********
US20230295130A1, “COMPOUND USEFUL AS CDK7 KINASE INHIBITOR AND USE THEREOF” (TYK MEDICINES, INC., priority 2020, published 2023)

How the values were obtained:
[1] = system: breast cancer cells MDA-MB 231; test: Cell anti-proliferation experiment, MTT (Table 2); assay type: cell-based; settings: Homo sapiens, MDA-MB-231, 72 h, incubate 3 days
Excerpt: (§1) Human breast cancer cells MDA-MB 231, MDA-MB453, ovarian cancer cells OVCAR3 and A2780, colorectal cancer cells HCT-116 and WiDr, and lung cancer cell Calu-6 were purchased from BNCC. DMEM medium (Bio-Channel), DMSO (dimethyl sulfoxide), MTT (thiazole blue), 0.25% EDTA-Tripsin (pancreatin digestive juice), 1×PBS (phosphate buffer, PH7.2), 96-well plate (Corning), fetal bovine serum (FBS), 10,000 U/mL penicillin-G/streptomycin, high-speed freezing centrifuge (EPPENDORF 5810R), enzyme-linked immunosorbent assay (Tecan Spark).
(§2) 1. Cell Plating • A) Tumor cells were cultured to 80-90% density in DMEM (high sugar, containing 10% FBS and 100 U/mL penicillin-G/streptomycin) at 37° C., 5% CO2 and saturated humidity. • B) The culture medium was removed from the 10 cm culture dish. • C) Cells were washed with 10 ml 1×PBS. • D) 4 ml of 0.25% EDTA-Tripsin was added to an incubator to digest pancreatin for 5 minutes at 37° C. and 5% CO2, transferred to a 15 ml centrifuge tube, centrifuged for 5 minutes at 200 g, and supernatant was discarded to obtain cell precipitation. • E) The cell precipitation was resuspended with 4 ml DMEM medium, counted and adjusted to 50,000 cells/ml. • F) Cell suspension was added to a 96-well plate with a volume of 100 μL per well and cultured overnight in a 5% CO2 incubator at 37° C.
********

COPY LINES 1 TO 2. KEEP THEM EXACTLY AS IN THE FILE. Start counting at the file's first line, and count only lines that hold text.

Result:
US20230295130A1, “COMPOUND USEFUL AS CDK7 KINASE INHIBITOR AND USE THEREOF” (TYK MEDICINES, INC., priority 2020, published 2023)

How the values were obtained: